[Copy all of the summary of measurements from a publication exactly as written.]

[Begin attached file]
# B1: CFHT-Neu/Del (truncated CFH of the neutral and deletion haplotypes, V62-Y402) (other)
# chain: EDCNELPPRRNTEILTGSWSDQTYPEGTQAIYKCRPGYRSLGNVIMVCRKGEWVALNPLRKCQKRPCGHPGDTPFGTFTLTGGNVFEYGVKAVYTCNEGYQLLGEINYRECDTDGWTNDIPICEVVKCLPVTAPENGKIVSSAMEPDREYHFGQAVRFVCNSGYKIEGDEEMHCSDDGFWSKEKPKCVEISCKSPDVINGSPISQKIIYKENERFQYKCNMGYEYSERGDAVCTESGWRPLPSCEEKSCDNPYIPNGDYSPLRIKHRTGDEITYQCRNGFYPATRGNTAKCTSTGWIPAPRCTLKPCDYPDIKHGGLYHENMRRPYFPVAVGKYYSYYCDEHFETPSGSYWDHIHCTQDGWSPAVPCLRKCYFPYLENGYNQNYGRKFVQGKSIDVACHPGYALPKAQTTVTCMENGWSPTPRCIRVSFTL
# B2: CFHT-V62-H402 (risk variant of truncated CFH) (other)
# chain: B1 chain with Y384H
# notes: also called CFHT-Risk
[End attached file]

# B1: CFHT-Neu/Del (truncated CFH of the neutral and deletion haplotypes, V62-Y402) (other)
# chain: EDCNELPPRRNTEILTGSWSDQTYPEGTQAIYKCRPGYRSLGNVIMVCRKGEWVALNPLRKCQKRPCGHPGDTPFGTFTLTGGNVFEYGVKAVYTCNEGYQLLGEINYRECDTDGWTNDIPICEVVKCLPVTAPENGKIVSSAMEPDREYHFGQAVRFVCNSGYKIEGDEEMHCSDDGFWSKEKPKCVEISCKSPDVINGSPISQKIIYKENERFQYKCNMGYEYSERGDAVCTESGWRPLPSCEEKSCDNPYIPNGDYSPLRIKHRTGDEITYQCRNGFYPATRGNTAKCTSTGWIPAPRCTLKPCDYPDIKHGGLYHENMRRPYFPVAVGKYYSYYCDEHFETPSGSYWDHIHCTQDGWSPAVPCLRKCYFPYLENGYNQNYGRKFVQGKSIDVACHPGYALPKAQTTVTCMENGWSPTPRCIRVSFTL
# B2: CFHT-V62-H402 (risk variant of truncated CFH) (other)
# chain: B1 chain with Y384H
# notes: also called CFHT-Risk